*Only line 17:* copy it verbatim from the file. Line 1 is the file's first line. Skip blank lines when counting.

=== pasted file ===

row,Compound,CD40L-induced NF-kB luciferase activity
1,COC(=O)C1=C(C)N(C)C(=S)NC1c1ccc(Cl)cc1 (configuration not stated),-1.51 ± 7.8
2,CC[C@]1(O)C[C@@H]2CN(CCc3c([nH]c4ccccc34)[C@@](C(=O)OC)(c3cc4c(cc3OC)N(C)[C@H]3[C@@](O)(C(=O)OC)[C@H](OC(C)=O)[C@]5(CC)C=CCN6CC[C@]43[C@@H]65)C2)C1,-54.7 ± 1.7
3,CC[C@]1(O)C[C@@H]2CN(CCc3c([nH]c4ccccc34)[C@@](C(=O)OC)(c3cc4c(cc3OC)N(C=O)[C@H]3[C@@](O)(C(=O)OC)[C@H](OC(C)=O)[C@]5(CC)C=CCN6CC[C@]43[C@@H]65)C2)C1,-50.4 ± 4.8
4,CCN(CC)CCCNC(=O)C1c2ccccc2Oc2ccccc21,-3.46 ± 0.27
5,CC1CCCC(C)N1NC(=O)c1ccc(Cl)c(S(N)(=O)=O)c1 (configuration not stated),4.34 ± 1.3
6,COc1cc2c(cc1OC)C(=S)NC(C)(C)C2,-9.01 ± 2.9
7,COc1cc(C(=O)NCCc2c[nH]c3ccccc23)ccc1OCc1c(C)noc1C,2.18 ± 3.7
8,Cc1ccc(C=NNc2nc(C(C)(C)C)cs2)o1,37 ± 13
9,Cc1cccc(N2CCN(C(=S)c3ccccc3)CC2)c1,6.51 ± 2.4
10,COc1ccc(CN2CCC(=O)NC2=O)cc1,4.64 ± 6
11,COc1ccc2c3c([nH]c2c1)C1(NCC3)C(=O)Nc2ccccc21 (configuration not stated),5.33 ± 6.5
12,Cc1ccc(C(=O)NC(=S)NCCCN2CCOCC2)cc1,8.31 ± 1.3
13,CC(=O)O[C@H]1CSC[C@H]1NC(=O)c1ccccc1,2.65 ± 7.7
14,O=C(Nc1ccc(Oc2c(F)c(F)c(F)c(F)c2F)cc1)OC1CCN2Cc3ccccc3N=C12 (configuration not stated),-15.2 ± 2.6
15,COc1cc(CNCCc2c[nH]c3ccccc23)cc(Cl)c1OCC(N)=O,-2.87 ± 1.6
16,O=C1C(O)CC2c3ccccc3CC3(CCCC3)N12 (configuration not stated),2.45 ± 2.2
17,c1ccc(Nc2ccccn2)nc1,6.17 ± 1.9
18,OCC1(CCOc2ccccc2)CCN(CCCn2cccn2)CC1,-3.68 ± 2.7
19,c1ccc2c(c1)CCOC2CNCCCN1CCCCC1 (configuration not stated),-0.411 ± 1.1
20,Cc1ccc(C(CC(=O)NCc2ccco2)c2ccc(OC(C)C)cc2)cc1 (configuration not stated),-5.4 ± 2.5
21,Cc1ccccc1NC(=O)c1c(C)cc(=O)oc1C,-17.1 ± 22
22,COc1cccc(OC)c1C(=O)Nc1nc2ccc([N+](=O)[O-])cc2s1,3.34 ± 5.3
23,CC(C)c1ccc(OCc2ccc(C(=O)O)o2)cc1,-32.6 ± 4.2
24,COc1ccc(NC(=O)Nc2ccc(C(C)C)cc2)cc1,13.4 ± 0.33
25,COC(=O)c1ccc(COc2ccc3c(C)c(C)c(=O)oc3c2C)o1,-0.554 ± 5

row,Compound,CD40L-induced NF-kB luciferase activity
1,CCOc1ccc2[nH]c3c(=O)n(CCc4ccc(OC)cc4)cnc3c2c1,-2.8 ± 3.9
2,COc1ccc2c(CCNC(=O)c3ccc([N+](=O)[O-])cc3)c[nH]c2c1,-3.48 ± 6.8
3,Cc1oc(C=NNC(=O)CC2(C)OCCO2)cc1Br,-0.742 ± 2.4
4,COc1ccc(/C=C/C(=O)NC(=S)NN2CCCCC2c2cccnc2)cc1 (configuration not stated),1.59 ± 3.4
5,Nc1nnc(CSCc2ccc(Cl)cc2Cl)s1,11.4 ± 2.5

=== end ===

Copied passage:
16,O=C1C(O)CC2c3ccccc3CC3(CCCC3)N12 (configuration not stated),2.45 ± 2.2